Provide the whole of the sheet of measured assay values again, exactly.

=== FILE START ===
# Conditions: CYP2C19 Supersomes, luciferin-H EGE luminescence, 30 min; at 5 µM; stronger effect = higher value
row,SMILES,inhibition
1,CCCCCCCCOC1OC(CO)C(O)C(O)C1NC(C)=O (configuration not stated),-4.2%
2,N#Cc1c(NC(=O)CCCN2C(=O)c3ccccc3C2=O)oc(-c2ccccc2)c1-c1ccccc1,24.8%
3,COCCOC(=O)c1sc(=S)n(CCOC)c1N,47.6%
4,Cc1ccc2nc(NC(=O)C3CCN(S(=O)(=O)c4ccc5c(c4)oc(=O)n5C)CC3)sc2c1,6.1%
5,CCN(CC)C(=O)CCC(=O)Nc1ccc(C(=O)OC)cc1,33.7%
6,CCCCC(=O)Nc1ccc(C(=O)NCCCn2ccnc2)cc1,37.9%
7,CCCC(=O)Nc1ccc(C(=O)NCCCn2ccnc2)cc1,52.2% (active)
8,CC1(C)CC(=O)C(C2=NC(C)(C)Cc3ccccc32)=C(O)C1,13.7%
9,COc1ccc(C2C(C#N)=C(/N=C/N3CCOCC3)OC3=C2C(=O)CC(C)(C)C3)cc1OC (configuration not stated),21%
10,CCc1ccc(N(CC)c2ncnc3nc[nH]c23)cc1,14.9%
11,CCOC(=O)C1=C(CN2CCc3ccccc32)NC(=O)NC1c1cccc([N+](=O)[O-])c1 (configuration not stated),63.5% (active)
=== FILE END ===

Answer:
# Conditions: CYP2C19 Supersomes, luciferin-H EGE luminescence, 30 min; at 5 µM; stronger effect = higher value
row,SMILES,inhibition
1,CCCCCCCCOC1OC(CO)C(O)C(O)C1NC(C)=O (configuration not stated),-4.2%
2,N#Cc1c(NC(=O)CCCN2C(=O)c3ccccc3C2=O)oc(-c2ccccc2)c1-c1ccccc1,24.8%
3,COCCOC(=O)c1sc(=S)n(CCOC)c1N,47.6%
4,Cc1ccc2nc(NC(=O)C3CCN(S(=O)(=O)c4ccc5c(c4)oc(=O)n5C)CC3)sc2c1,6.1%
5,CCN(CC)C(=O)CCC(=O)Nc1ccc(C(=O)OC)cc1,33.7%
6,CCCCC(=O)Nc1ccc(C(=O)NCCCn2ccnc2)cc1,37.9%
7,CCCC(=O)Nc1ccc(C(=O)NCCCn2ccnc2)cc1,52.2% (active)
8,CC1(C)CC(=O)C(C2=NC(C)(C)Cc3ccccc32)=C(O)C1,13.7%
9,COc1ccc(C2C(C#N)=C(/N=C/N3CCOCC3)OC3=C2C(=O)CC(C)(C)C3)cc1OC (configuration not stated),21%
10,CCc1ccc(N(CC)c2ncnc3nc[nH]c23)cc1,14.9%
11,CCOC(=O)C1=C(CN2CCc3ccccc32)NC(=O)NC1c1cccc([N+](=O)[O-])c1 (configuration not stated),63.5% (active)